" 'Dated on board Her Britannic Majesty's ship Carysfort, at Oahu, this 17th day of February, 1843.
" 'GEORGE PAULET,
"Capt. Long, of the U.S.S. Boston, then in port, was informed, by letter, at midnight, of the anticipated attack of the British commander. In the morning the Carysfort was cleared for action, springs put on her cables, and her battery brought to bear upon the town. The English families embarked for security on board a brig in the outer roads. The Americans and other foreigners, having but short notice, placed their funds and papers on board the Boston and other vessels, intending to retreat to them with their families in case of actual hostilities. The town was in a state of great excitement. The dispositions of the chiefs were uncertain, and it was feared that the rabble, taking advantage of the confusion, might pillage the place. Excited by the gross injustice of the demands, the first impulse of the King and his council, in which they were sustained by the indignant feeling of the entire foreign population excepting the few who sided with Simpson, were for energetic measures. Arms were procured and bodies of men began to assemble.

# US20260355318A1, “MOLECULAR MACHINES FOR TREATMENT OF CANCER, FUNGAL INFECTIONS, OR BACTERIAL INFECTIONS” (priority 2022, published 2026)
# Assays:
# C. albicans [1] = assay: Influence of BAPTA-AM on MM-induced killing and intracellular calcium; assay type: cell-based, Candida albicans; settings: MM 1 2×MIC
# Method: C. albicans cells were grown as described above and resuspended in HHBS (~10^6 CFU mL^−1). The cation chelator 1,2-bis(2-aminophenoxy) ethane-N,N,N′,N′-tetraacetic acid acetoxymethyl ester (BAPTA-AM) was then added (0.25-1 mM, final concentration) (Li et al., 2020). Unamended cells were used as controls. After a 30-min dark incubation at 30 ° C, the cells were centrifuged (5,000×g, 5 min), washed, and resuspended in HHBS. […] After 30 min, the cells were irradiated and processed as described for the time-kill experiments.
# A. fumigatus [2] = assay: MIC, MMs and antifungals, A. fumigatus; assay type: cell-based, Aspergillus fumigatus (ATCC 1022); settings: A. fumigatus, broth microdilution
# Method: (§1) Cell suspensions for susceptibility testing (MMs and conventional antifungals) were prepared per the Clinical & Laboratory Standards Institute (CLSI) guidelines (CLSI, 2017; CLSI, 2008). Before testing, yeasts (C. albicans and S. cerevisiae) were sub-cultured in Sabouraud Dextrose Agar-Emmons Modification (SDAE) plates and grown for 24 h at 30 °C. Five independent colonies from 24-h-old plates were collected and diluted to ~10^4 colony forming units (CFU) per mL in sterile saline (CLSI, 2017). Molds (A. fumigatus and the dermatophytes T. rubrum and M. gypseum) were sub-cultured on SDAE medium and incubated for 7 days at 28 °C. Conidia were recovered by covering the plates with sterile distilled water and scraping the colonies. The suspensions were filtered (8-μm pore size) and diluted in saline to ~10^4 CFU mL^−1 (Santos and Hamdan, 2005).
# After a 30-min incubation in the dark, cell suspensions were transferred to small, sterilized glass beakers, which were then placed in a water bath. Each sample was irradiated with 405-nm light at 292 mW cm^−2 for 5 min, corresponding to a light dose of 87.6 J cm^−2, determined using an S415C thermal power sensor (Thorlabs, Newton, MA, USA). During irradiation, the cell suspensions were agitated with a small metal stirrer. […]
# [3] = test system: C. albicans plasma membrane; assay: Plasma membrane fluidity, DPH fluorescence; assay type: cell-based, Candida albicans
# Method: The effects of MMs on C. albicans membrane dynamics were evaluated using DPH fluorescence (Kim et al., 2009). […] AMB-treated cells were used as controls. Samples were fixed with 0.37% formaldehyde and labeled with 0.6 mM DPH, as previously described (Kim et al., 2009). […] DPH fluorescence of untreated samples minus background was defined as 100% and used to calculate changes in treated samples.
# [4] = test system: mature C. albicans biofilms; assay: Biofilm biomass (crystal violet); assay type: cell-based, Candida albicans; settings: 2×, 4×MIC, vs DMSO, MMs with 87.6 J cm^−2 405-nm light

"The common natives, unconscious of the fatal effects of disciplined gunnery, ardently desired to fight the ship. Some supposed they might overpower her crew by numbers in boarding. But peaceful councils at last prevailed. It is in such emergencies that the real influence of the missionaries becomes apparent. The natural desire of chiefs and foreigners was to resist at all hazards; but the entire indoctrination of the mission, animated by the peaceful principles of the gospel, had been of that nature that depends more upon the sword of the